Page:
Obesity and Type 2 Diabetes

Hassan Javed

Obesity and Type 2 Diabetes: 4 Lifestyle Strategies That Can Help You Manage These Conditions

Healthy Lifestyle, weight loss diet

While obesity is a chronic condition in itself, it can also trigger other diseases, including type 2 diabetes. The risk for type 2 diabetes is said to increase linearly with body mass index (BMI), and many pathways explain the link between the two conditions. The main one is insulin resistance.

When a person’s body fat accumulates, it signals the pancreatic beta (β) cells to secrete more insulin. Higher insulin levels and secretion rates make the body resistant to insulin and unable to regulate blood sugar, thereby increasing the risk for prediabetes or type 2 diabetes. Conversely, weight gain is caused by excess blood sugar being stored as fat. Insulin resistance is characteristic of obesity when you compare an obese vs overweight person. Once the BMI reaches 30 or above (the obesity range), this chronic issue changes how our body functions typically, leading to abnormalities in how we process our insulin.

Although the relationship between obesity and diabetes is complex, lifestyle changes can still be made to manage weight, increase insulin sensitivity, and improve overall health. Here are some of them:

1. Quit or avoid smoking

Although many of smoking’s adverse health effects are well-documented, not everyone knows it can lead to, or even worsen, type 2 diabetes. The chemicals in cigarettes, cigars, and other tobacco products can mess with your blood sugar and make it harder to keep closer to target levels.

Additionally, smoking can increase belly fat by stimulating the stress-level hormones known as cortisol, which is why it’s crucial for diabetic patients who are overweight or obese to kick the habit altogether. Otherwise, they risk developing comorbidities or worsening both conditions.

Aside from identifying which smoking triggers to avoid, you can also talk to your doctor about possible cessation aids like quit medication or nicotine replacement products.

2. Personalize your weight-loss diet

Of course, losing weight is crucial to managing obesity and its associated health risks. A modest weight loss of around 7% to 10% of your body weight is also recommended to help slow or stop diabetes progression. However, you need to be wary of fad diets that only lead to initial weight loss but can eventually cause you to regain weight.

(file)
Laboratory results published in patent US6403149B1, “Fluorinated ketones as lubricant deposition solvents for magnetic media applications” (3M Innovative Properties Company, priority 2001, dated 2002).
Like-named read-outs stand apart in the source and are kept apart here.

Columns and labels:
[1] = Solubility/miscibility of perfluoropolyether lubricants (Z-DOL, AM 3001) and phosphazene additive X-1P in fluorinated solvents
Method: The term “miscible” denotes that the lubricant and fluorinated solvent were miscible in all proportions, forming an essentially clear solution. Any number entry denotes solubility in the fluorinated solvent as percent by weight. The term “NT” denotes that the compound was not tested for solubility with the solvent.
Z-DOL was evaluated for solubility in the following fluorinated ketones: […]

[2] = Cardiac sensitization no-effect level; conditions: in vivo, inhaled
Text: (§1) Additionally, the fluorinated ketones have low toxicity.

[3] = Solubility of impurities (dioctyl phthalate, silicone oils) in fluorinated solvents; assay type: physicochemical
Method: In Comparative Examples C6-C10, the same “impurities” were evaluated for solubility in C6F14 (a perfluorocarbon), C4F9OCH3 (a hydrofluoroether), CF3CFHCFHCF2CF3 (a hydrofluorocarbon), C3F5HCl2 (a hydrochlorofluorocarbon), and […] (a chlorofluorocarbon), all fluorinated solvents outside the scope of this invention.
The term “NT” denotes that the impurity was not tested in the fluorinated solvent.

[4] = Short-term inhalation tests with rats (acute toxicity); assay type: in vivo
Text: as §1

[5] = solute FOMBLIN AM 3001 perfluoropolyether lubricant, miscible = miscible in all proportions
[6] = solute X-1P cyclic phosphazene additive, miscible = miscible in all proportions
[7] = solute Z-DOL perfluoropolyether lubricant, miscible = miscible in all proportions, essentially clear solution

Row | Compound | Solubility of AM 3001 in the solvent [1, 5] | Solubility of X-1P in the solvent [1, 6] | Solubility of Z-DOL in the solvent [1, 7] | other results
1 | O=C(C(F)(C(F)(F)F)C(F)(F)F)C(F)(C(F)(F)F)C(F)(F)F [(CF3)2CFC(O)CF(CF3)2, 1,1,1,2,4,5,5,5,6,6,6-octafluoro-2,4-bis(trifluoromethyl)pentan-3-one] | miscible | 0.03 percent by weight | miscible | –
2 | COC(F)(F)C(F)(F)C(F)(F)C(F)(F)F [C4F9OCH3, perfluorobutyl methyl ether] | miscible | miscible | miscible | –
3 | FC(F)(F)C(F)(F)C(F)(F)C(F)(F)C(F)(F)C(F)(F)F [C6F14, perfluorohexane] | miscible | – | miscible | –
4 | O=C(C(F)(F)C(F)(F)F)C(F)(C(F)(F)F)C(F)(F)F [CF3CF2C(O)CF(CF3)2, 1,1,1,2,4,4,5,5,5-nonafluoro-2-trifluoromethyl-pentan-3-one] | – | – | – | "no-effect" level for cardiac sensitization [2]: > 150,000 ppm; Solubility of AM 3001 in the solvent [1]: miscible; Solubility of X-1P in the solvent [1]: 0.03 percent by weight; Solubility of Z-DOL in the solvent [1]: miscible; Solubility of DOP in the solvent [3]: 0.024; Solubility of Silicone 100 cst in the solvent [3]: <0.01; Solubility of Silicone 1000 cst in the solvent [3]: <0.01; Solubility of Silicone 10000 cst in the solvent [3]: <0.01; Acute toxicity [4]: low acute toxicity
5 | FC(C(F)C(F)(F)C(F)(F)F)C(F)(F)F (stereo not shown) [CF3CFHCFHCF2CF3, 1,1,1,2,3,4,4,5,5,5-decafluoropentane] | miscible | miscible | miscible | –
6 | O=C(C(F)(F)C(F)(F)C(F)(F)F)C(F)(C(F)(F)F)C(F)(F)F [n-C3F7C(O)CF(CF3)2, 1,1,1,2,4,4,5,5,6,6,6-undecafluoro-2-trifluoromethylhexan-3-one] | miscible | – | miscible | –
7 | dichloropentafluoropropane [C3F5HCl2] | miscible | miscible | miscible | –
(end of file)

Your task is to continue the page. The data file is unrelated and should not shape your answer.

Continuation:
Instead, look into weight loss programs with tailored meal plans that lower your blood sugar, meet your dietary needs, and help you attain your weight goals. Some programs offer apps that display food items’ specific nutritional value to help you identify healthier choices and more suitable portion sizes that you can maintain for long-term disease management. At the same time, these apps have built-in blood sugar trackers that help you monitor which foods are best for your blood sugar levels and overall nutrition.

3. Exercise regularly

A tailored diet must complement an exercise routine to manage blood sugar and body weight better. If you have diabetes and are obese/overweight, you can start with moderate-to-vigorous activities like brisk walking, biking, or running. When you meet the recommended physical activity level of 150 minutes per week, you can burn calories while making your body more sensitive to insulin.

Once you’ve gotten used to exercising regularly, you can try meditative exercises like yoga and tai-chi to lower your stress and A1C levels, or weight training to preserve muscle mass even as you’re losing weight.

Fitness research also tells us that exercise doesn’t have to be boring; dance and music can be incorporated into your routine to boost your performance. If these activities consistently get you on your feet, you stand a higher chance of fighting off both type 2 diabetes and obesity, as regular physical activities can enhance blood glucose management.

4. Support gut health

Lastly, gut health must also be considered. Research published in the journal Frontiers in Immunology has found that chronic inflammation in the gastrointestinal tract can contribute to insulin resistance and the progression of type 2 diabetes. You can support your gut health by consuming fermented foods like yogurt, kefir, and kimchi, as these contain probiotics that help restore the natural balance of bacteria in your gut.

Fortunately, you don’t have to worry about probiotic-rich foods sabotaging your weight loss efforts. Keeping your gut microbiome healthy can improve your appetite, energy absorption, and fat storage, helping you achieve and maintain a healthy weight.

Despite obesity and type 2 diabetes affecting your health and overall quality of life, the good news is that these strategies target both conditions at once and help you prevent severe complications in the future. As with any lifestyle change, support from family, friends, and health professionals can make this critical step more sustainable and less daunting.

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